The 2019 Yankees find themselves in an uber-competitive ALCS series with one of the most well-rounded and balanced teams in recent memory. While the Yankees’ firepower offense can keep pace with the Astors’ bats, Houston came into the series favored due to their immense advantage in starting pitching.
With Washington on the brink of winning the NLCS on the shoulders of their starters, the Yankees are bucking the traditional route of relying on your best starting arms to get you through a playoff schedule that includes multiple off days in each series. The Nationals have ridden Max Schezer, Stephen Strasburg, and Patrick Corbin to a commanding series lead, and for the remainder of the ALCS, we would all likely expect much of the same from Houston, as they lean on Justin Verlander and Gerrit Cole.
The Cardinals subscribed to a similar philosophy this postseason, as evident by their usage of ‘ace’ Jack Flaherty in their winner-take-all game five. Despite having a 10-0 lead before Flaherty even took the hill, skipper Mike Shildt asked him to go six innings, throwing 104 pitches (this coming off a 117-pitch outing in game two of the series).
In today’s game, where 12-15 pitchers per playoff game is not infrequent, the Nationals and Cardinals are throwbacks who got themselves to the final four teams standing.
Then we have the Yankees.
The Yankees decided against bolstering their starting rotation, and preferred to spend their offseason money elsewhere. While this strategy would have been nearly unthinkable in the old-guard George Steinbrenner ownership days (let’s just do both!), we are far beyond that point in franchise history.
It’s not as if the Yankees kept the status qup and hoped for the best. Rather they added D.J. LaMaheiu to the lineup (arguably the team MVP), and Zack Britton to the bullpen. Even midseason, they improved by adding James Paxton to their rotation, though Paxton is hardly the ‘ace’ caliber pitcher typical of postseason favorites. The old-guard Yankees likely would not have watched Dallas Keuchel sit on the shelf for months, though New York’s strong position in the AL East standings gave no reason for them to panic. All seemed to be working well, even amidst a litany of injuries across the board.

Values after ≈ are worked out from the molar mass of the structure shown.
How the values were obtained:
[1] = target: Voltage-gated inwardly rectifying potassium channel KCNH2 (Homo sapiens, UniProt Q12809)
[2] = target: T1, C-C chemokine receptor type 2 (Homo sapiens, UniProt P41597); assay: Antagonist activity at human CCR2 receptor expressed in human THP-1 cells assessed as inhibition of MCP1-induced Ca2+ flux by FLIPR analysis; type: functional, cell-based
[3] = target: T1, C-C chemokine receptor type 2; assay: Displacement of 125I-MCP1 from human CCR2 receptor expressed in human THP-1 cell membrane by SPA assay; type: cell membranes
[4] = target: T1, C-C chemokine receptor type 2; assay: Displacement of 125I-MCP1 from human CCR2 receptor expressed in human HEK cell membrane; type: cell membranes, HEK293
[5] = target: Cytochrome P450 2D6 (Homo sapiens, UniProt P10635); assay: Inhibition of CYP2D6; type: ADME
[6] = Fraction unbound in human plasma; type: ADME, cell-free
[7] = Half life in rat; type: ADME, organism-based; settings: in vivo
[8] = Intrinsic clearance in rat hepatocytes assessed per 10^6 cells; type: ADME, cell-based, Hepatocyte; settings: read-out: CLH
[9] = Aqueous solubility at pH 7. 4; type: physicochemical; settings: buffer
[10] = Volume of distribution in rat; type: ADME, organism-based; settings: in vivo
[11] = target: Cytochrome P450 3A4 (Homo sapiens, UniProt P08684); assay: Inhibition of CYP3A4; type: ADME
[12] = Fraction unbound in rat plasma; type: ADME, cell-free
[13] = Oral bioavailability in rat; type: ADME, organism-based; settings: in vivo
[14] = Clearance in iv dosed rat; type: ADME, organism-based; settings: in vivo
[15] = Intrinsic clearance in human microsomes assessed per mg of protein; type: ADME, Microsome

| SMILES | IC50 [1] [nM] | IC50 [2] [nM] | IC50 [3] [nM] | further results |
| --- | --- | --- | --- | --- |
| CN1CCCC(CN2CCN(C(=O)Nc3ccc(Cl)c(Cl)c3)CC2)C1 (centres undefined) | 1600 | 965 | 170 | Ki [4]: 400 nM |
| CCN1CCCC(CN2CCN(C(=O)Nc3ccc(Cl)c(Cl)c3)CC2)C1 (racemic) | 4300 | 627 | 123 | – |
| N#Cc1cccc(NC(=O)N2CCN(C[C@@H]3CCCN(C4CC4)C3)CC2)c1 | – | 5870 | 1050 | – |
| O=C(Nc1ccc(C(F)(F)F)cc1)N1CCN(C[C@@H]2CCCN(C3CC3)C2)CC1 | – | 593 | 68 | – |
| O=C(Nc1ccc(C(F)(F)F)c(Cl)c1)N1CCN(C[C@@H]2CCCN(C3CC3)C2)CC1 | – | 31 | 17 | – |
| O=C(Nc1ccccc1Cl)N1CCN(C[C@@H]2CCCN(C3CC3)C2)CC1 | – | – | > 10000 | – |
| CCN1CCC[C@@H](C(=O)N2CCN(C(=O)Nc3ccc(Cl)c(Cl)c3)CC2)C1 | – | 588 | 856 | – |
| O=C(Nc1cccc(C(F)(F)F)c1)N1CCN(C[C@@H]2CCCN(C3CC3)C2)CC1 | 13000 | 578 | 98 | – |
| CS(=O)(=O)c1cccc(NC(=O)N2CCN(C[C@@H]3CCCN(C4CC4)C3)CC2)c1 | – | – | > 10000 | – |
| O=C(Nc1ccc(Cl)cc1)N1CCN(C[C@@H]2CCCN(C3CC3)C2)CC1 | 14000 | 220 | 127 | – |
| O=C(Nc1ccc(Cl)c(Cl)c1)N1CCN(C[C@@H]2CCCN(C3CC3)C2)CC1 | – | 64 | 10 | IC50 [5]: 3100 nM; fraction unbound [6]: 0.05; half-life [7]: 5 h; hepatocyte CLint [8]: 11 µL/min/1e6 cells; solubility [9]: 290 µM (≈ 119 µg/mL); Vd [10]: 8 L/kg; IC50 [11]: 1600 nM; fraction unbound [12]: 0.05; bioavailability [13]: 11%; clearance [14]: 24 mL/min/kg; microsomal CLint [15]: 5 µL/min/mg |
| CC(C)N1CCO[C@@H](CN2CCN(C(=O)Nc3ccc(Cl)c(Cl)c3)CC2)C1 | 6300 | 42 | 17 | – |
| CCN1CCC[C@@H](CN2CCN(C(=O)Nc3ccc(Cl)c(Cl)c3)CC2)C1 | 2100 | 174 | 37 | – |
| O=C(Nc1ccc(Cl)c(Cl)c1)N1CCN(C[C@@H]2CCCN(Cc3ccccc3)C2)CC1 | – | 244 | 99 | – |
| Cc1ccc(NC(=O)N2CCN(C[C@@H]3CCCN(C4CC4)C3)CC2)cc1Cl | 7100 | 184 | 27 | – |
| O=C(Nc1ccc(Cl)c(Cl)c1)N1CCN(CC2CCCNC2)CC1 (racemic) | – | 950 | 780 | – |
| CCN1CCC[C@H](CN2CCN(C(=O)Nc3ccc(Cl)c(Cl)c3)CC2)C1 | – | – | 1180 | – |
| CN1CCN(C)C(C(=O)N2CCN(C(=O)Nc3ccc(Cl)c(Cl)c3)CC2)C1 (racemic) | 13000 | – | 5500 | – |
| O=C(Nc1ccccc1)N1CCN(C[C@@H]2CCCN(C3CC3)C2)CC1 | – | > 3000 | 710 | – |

The strategy of compiling the seventh-most reliever innings in baseball led to great success so far this year. New York ran away with the AL East and were able to rest their players early. They brought their best roster of the season into the playoffs, with the added benefit of a first round bye matchup with the Twins.
Things could not have lined up better for New York when Tampa Bay took Houston to a fifth game in their LDS series. It meant that New York would avoid the Cole / Verlander one-two punch to start the series. One disadvantage of the traditional approach to giving your starters the most innings possible, when you’re on the rails, all future innings are irrelevant to the current emergency.
It would be unfair to say that the rest of the Houston / New York series will be a referendum on the reliever-heavy usage versus starter-heavy usage in the playoffs, but both teams’ strategies will be on display. Houston planned for Cole and Verlander to pitch them deep into October, just as the Yankees figured they could position themselves well with their relief corps.
Success in this regard may be good for the Yankees, but four-hour marathon games where 15 pitchers parade in a nine-inning game does lend itself to lesser aesthetics, and a less pleasant fan experience. Not to mention the foregoing of unforgettable narratives such as ‘’Playoff Madison Bumgarner’ and deciding-game ‘aces’ coming in on short rest to snuff-out a rally, or to finish a deciding game. These are exciting moments, where we get to see the best and most exciting players in the highest-leverage situations. It’s a lot less interesting when a rally is quelled due to the parade of multiple relievers, followed by even more relievers, all of whom come in to face a handful of batters (or only one, for that matter).
It will be fascinating to see how the Yankees do against Houston’s top-tier starters for the rest of this series. Even if they manage to muddle their way through this ALCS with their cavalcade of relievers, the Nationals are well-positioned to be next in line representing the National League. Similar to Houston, they bring top-notch starters they plan to ride to a championship run ---- except they likely will have plenty of rest before their next series.
The Yankees went all-in on a bullpen-first strategy, now’s the time to see whether or not it will pay-off against teams that acquired strong starting pitchers. If the Yankees are left without a championship (it would be their second decade ever without one), and they decide to need an ace, there’s a Cy Young candidate in Houston who is itching for a major payday, and who very well could be coming off a classic World Series performance.